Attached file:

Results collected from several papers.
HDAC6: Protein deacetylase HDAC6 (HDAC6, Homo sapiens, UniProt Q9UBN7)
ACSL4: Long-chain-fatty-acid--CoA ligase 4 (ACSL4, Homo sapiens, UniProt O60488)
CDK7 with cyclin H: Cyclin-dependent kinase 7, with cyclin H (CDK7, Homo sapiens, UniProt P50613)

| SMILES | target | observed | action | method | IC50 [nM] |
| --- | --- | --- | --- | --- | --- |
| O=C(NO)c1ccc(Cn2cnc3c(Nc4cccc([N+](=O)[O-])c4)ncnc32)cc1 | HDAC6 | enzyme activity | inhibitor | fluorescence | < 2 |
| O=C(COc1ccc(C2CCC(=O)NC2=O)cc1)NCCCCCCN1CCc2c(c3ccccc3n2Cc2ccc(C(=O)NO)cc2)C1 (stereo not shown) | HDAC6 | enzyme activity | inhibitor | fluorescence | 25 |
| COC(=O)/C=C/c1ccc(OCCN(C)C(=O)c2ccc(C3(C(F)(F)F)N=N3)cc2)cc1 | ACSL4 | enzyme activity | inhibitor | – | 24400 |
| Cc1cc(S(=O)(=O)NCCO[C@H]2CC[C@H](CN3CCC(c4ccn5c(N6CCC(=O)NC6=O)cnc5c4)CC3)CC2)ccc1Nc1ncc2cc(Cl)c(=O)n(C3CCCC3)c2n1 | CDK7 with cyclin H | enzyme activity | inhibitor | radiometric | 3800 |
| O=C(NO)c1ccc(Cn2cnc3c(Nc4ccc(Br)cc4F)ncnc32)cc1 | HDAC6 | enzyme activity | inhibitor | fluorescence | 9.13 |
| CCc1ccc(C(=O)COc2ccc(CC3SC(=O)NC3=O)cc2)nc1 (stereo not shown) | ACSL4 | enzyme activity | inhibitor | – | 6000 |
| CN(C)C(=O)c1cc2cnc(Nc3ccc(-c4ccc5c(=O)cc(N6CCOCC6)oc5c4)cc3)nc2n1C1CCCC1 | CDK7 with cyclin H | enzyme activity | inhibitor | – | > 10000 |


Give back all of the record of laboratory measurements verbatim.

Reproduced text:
Results collected from several papers.
HDAC6: Protein deacetylase HDAC6 (HDAC6, Homo sapiens, UniProt Q9UBN7)
ACSL4: Long-chain-fatty-acid--CoA ligase 4 (ACSL4, Homo sapiens, UniProt O60488)
CDK7 with cyclin H: Cyclin-dependent kinase 7, with cyclin H (CDK7, Homo sapiens, UniProt P50613)

| SMILES | target | observed | action | method | IC50 [nM] |
| --- | --- | --- | --- | --- | --- |
| O=C(NO)c1ccc(Cn2cnc3c(Nc4cccc([N+](=O)[O-])c4)ncnc32)cc1 | HDAC6 | enzyme activity | inhibitor | fluorescence | < 2 |
| O=C(COc1ccc(C2CCC(=O)NC2=O)cc1)NCCCCCCN1CCc2c(c3ccccc3n2Cc2ccc(C(=O)NO)cc2)C1 (stereo not shown) | HDAC6 | enzyme activity | inhibitor | fluorescence | 25 |
| COC(=O)/C=C/c1ccc(OCCN(C)C(=O)c2ccc(C3(C(F)(F)F)N=N3)cc2)cc1 | ACSL4 | enzyme activity | inhibitor | – | 24400 |
| Cc1cc(S(=O)(=O)NCCO[C@H]2CC[C@H](CN3CCC(c4ccn5c(N6CCC(=O)NC6=O)cnc5c4)CC3)CC2)ccc1Nc1ncc2cc(Cl)c(=O)n(C3CCCC3)c2n1 | CDK7 with cyclin H | enzyme activity | inhibitor | radiometric | 3800 |
| O=C(NO)c1ccc(Cn2cnc3c(Nc4ccc(Br)cc4F)ncnc32)cc1 | HDAC6 | enzyme activity | inhibitor | fluorescence | 9.13 |
| CCc1ccc(C(=O)COc2ccc(CC3SC(=O)NC3=O)cc2)nc1 (stereo not shown) | ACSL4 | enzyme activity | inhibitor | – | 6000 |
| CN(C)C(=O)c1cc2cnc(Nc3ccc(-c4ccc5c(=O)cc(N6CCOCC6)oc5c4)cc3)nc2n1C1CCCC1 | CDK7 with cyclin H | enzyme activity | inhibitor | – | > 10000 |